When people are given accurate information about the costs of oil dependence, according to the latest survey from the Consumer Federation of America (CFA), they make better decisions, like choosing higher vehicle fuel standards that will lead to less oil consumption.

Which is what makes the keynote address by former oil man and former President George W. Bush at the WindPower 2010 conference so troubling. The crowd enjoyed and applauded the folksy, funny anecdotal presentation. But beneath that surface, Bush slipped in comments that argued for doing less, not more, in renewables.  

Mr. Bush did deliver some entirely accurate and sound messages in his talk. He emphasized that wind energy is one of the ideas that will deliver the nation from its oil addiction. He is certainly to be applauded for having the integrity, as a self-proclaimed son of Texas, to have declared the U.S. an oil addict during his presidency and having done what he did for the Texas wind industry in the 1990s.

Yet even in recounting how he, as governor of Texas, helped make the state into the nation's wind energy leader, he disappointed in failing to outline how to build on that. In listing the policies he instituted as governor in support of wind, there was a glaring omission. He listed first and foremost "good sound law" that allows entrepreneurs to get a "reasonable return" for investment risks. He also called for low taxes, streamlined permitting and expanded access to transmission.

What President Bush omitted was the one thing for which the American Wind Energy Association (AWEA) and every other speaker at the convention, including North Dakota Senator Byron Dorgan, Colorado Governor Bill Ritter, Iowa Governor Chet Culver, Ohio Governor Ted Strickland, CEOs from major wind companies across the country and around the world, and the AWEA CEO Denise Bode, were all clamoring: A national Renewable Electricity Standard (RES).

An RES is a mandate requiring regulated utilities to obtain a specific portion of their power from New Energy sources by a certain date. The wind industry wants an RES requiring 20% New Energy by 2020 or 2025. Under then-Governor Bush, the Texas legislature instituted a 2,000-megawatt mandate. An endorsement of a national RES from the former President would surely carry weight with enough Senate Republicans to push it through, but no such endorsement was rendered.

He told a charming story about what it is like to be out of the White House and free to take Barney, the former First Dog, for a walk in his Dallas neighborhood. When Barney chose to do his business on a neighbor's lawn, Mr. Bush realized he wasn't in D.C. anymore.

"So there I was, the former President of the United States, with a plastic baggie," Mr. Bush joked to the crowd's amusement, "picking up that which I had been dodging for eight solid years." In one subversive slash, he jokingly dismissed all the many illegitimate and legitimate criticisms of him as dog poop.

Undoubtedly the most disturbing point in Mr. Bush's talk came near the end of his prepared remarks. We are in a transitional period, he said. A comprehensive energy policy is necessary. But his grandchildren, he envisioned, "will be driving electric cars powered primarily by renewable sources of energy, be it natural gas -- which now as the result of a technological breakthrough we have 200 years of supply -- whether it be nuclear power or whether it be solar and wind energy."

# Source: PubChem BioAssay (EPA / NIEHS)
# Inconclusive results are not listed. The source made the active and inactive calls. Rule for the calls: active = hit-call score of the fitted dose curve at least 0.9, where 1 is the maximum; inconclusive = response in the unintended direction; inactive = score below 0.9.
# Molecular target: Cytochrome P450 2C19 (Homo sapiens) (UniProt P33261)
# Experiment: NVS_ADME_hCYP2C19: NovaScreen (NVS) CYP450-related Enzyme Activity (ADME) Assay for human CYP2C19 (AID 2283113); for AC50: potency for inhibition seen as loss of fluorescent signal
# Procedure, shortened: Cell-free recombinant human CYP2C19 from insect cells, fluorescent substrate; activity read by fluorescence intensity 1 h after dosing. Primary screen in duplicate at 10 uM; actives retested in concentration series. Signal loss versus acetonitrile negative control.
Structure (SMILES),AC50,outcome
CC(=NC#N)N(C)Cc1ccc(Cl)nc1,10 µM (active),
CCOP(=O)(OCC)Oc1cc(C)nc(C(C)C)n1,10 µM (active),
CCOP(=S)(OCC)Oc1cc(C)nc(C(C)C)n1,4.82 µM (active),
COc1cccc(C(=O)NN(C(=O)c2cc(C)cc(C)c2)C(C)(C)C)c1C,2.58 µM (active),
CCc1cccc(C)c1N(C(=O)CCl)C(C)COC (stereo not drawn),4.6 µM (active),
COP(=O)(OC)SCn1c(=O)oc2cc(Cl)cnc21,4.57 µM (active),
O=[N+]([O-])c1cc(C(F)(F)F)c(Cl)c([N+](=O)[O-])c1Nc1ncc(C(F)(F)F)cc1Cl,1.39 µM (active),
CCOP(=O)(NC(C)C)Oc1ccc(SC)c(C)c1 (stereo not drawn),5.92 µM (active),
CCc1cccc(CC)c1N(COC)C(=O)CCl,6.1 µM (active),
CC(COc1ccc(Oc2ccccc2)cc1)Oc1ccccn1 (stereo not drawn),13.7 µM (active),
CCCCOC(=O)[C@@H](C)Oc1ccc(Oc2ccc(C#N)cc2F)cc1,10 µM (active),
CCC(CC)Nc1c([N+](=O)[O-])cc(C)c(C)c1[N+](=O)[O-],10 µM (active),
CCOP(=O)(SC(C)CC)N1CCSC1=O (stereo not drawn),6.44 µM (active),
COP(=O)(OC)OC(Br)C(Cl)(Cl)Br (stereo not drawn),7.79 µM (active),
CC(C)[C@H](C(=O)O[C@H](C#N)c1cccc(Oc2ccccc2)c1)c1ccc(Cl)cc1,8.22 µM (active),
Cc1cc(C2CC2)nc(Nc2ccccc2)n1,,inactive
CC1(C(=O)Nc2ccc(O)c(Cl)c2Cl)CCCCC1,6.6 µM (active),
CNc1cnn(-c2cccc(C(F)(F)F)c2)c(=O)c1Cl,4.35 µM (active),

Natural gas is cleaner than coal, but it is a fossil fuel. Some theories suggest that the 200-year supply to which Mr. Bush referred, which will be obtained only through the energy-intensive and environmentally questionable 'technological breakthrough' process of hydrofracking the shale holding the reserves, could produce more greenhouse gas emissions than burning coal.

It has been a difficult spring for fossil fuels. Within the last few months, 29 coal miners were crushed, 11 oil platform workers were incinerated, and the U.S. is facing the worst human-induced environmental disaster in history.

The nation is at a crucial crossroads in its energy life. It can move ahead into a new energy future or it can remain mired in the deadly and disastrous old energies. It can level its mountains for coal and live with black tarry beaches and oil-slick oceans or it can build the infrastructure to draw on the clean, free power of sun and wind, flowing waters, deep-earth heat and its own waste.

The people of this nation will choose the leaders who will control the decision-making process that takes place at the crossroads. At the very least, they deserve to have accurate information when they make the call.

Some facts: The U.S. imports more than 60% of its oil. Gulf oil is about 15% of U.S. production, but U.S. oil provides only about 3% of what is consumed, and Gulf oil is therefore only 0.3% of world oil reserves.

Generally, the people of the U.S. believe the nation has as much as 45% or more of the world's oil reserves. When they are given accurate information about how little is held domestically, support for policies that reduce oil dependency in general goes from 54% to 68%, and support for a strong auto fuel efficiency standard goes from 66% to 72%.

They say the truth hurts. It most hurts those who profit from untruth.

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Herman K. Trabish is a California physician who blogs about alternative energy at http://newenergynews.blogspot.com/.

Tags: bush, consumers, electric cars, policy, res, solar, water, wind, windpower 2010